Thousands of fans planning to travel to the Tokyo Olympics face uncertainty about flight refunds and hotel reimbursements after the 2020 games were postponed to next year due to the coronavirus pandemic and are feared to be victims of greed.
The International Olympic Committee (IOC) last month decided to postpone the games because of the disease that has now claimed over 100,000 lives worldwide.
The IOC said tickets for sporting events will be reimbursed if people are unable to attend in 2021, but admitted that "they were unable to comment on hotel or flight bookings made through third parties."
An American professor of sports management at the University of Washington reserved 31 rooms for her students for 26 days and cost $ 90,000.
She says that if she doesn't ask for the ticket refund, hoping that her students can make the new dates from July 23rd to August 8th next year, there is "no guarantee" that hotel and plane reservations will match be moved.
"We are still waiting for the hotel and the airline," Lisa Delpy Neirotti told AFP. "They said it would take a while to let us know.
"I firmly believe that the government must intervene if hoteliers and airlines get greedy and do not work with Olympic fans or organizations, as this will not look good for Japanese tourism, but for Japan as a country."
In 2018, the Japanese Ministry of Tourism announced that 600,000 foreign viewers attended the games, which was a significant economic gain.
However, many of these potential visitors find themselves at a dead end three weeks after the move is announced.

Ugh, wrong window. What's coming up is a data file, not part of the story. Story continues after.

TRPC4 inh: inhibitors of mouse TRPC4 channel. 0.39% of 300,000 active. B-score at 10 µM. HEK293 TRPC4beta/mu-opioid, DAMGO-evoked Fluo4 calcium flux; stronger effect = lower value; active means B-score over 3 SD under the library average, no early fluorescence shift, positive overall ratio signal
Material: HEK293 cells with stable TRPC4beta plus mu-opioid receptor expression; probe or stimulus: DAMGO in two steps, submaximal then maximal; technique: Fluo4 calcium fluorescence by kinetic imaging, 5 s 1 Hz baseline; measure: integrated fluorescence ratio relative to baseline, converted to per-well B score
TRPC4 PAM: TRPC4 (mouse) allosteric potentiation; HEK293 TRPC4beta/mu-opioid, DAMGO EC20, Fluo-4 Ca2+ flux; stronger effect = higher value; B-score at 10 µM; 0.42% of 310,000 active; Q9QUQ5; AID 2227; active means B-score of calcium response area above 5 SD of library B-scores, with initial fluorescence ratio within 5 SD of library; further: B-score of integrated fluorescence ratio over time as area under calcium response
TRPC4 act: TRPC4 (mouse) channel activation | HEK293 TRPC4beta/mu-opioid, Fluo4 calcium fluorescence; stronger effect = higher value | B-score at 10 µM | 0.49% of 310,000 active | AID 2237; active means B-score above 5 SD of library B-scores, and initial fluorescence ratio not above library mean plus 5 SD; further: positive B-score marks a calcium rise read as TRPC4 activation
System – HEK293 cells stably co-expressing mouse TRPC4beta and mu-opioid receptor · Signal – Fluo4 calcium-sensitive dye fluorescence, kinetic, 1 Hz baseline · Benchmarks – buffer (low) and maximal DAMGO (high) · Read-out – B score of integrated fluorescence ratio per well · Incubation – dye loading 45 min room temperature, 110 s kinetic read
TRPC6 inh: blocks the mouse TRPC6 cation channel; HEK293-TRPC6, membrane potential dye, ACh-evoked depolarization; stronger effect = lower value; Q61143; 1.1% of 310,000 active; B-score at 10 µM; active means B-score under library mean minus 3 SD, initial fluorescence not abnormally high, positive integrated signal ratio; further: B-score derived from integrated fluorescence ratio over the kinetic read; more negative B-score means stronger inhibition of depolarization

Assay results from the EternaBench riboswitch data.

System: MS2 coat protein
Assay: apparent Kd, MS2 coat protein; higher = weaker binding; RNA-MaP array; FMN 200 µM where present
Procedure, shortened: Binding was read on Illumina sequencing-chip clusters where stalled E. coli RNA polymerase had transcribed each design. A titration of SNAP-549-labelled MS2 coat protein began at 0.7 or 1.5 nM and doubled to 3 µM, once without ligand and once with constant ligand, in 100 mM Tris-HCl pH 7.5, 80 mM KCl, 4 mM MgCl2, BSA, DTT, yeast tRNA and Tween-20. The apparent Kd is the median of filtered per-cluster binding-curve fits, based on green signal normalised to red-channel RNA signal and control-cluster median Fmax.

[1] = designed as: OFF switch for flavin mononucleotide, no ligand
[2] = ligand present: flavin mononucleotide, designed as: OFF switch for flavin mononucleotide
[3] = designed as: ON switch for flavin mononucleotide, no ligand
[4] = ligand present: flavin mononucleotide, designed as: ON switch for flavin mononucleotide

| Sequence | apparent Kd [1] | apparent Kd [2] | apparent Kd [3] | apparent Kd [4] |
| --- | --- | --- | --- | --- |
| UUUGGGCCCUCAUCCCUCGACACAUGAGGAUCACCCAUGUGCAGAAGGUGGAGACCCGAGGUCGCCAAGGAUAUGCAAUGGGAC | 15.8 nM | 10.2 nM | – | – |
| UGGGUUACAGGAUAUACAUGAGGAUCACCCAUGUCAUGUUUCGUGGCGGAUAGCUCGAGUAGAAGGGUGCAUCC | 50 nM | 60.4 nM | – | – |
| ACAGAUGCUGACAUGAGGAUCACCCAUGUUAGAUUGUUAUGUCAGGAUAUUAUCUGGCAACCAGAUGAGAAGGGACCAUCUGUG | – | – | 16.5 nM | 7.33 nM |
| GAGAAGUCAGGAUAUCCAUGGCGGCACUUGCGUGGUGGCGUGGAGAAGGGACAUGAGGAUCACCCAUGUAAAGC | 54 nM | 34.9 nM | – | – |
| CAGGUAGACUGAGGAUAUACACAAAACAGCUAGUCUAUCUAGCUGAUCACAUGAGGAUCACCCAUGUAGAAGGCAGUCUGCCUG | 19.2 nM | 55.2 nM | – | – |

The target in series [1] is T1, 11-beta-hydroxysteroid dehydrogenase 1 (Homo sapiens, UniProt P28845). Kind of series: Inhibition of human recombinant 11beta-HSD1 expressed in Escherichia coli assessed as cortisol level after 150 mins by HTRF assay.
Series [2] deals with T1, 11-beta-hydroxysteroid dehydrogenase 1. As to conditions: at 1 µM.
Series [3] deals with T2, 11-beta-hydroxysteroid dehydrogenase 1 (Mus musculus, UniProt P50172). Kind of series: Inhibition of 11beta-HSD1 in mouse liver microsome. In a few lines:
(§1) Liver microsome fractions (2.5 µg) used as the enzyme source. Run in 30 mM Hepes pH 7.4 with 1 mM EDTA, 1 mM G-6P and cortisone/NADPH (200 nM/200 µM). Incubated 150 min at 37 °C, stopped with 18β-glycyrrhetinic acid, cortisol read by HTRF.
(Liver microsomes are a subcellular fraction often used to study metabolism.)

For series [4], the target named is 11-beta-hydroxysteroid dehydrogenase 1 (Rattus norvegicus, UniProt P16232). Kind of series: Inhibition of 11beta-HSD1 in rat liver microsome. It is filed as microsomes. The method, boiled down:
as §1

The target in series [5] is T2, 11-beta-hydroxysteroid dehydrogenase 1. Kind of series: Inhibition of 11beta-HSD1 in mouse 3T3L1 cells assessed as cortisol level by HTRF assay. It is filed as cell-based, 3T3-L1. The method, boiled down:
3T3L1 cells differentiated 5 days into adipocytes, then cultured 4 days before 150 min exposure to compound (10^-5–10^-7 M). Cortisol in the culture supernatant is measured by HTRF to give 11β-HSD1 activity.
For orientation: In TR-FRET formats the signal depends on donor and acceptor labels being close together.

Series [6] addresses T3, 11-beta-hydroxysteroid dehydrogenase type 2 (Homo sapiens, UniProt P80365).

"I made a six-night reservation at Sakura Cross Hotel in Tokyo for around 60,000 yen ($ 553) two years ago through booking.com," said a Frenchman who wanted to remain anonymous.
"I don't want to reclaim this amount, just transfer the reservation to 2021."
However, the hotel declined, saying it could "not take into account the special circumstances."
"I had taken out insurance at the same time as the plane ticket," he added.
"However, the exact insurance conditions do not clearly state whether the pandemic is covered."
Shock for Japanese hotels
The delay will also affect the Japanese hotel industry, which had already seen a decline in hotel bookings in March compared to the previous year.
"This is a huge shock for us, as sales in many of our member hotels have already halved due to the declining demand for tourism, not only from abroad, but also from Japan due to the corona virus," said Shigemi Sudo, Secretary General of Tokyo Hotels and Ryokans Association.
Given the poor advertising and growing discontent, some Japanese hotels are very understanding.
"We can normally charge cancellation fees, but in this case it's not our customers' fault, so we can't ask for it," said a spokesman for the Via Inn hotel chain.
"I don't know if we can negotiate compensation with Olympic officials or not."
An official from the Tokyo Organizing Committee said the problem of hotel reservations had been "considered".
"Like everyone else, it's a setback. We're going to fight for a while," said Greg Harney, a consultant to Cartan Global, an American company that sells packages for the games.
"I've heard from very few people who asked for a refund, probably a few, it's encouraging.
"When the crisis is over, I have the feeling that people want to travel even more than before. Interest in the games will be even greater."
(This story was not edited by NDTV staff and is generated automatically from a syndicated feed.)